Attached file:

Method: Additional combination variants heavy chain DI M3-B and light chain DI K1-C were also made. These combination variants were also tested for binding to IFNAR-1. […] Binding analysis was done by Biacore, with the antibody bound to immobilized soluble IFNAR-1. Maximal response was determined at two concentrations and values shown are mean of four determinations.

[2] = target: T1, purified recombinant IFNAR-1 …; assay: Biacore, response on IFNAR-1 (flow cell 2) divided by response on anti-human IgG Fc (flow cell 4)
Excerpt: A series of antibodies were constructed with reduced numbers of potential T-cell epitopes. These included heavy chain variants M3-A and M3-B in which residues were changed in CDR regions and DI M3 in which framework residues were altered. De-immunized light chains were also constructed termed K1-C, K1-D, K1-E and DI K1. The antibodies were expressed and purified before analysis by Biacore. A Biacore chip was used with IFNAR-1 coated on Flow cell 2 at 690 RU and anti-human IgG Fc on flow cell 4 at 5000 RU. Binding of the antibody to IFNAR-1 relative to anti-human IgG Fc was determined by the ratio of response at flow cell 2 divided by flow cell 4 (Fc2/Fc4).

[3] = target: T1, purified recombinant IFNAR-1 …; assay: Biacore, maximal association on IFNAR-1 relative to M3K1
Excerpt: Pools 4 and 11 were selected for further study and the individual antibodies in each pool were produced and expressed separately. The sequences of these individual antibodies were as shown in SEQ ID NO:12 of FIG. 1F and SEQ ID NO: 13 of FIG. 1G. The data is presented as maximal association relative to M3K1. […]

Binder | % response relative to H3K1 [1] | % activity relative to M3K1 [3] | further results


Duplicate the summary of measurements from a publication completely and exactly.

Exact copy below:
Method: Additional combination variants heavy chain DI M3-B and light chain DI K1-C were also made. These combination variants were also tested for binding to IFNAR-1. […] Binding analysis was done by Biacore, with the antibody bound to immobilized soluble IFNAR-1. Maximal response was determined at two concentrations and values shown are mean of four determinations.

[2] = target: T1, purified recombinant IFNAR-1 …; assay: Biacore, response on IFNAR-1 (flow cell 2) divided by response on anti-human IgG Fc (flow cell 4)
Excerpt: A series of antibodies were constructed with reduced numbers of potential T-cell epitopes. These included heavy chain variants M3-A and M3-B in which residues were changed in CDR regions and DI M3 in which framework residues were altered. De-immunized light chains were also constructed termed K1-C, K1-D, K1-E and DI K1. The antibodies were expressed and purified before analysis by Biacore. A Biacore chip was used with IFNAR-1 coated on Flow cell 2 at 690 RU and anti-human IgG Fc on flow cell 4 at 5000 RU. Binding of the antibody to IFNAR-1 relative to anti-human IgG Fc was determined by the ratio of response at flow cell 2 divided by flow cell 4 (Fc2/Fc4).

[3] = target: T1, purified recombinant IFNAR-1 …; assay: Biacore, maximal association on IFNAR-1 relative to M3K1
Excerpt: Pools 4 and 11 were selected for further study and the individual antibodies in each pool were produced and expressed separately. The sequences of these individual antibodies were as shown in SEQ ID NO:12 of FIG. 1F and SEQ ID NO: 13 of FIG. 1G. The data is presented as maximal association relative to M3K1. […]

Binder | % response relative to H3K1 [1] | % activity relative to M3K1 [3] | further results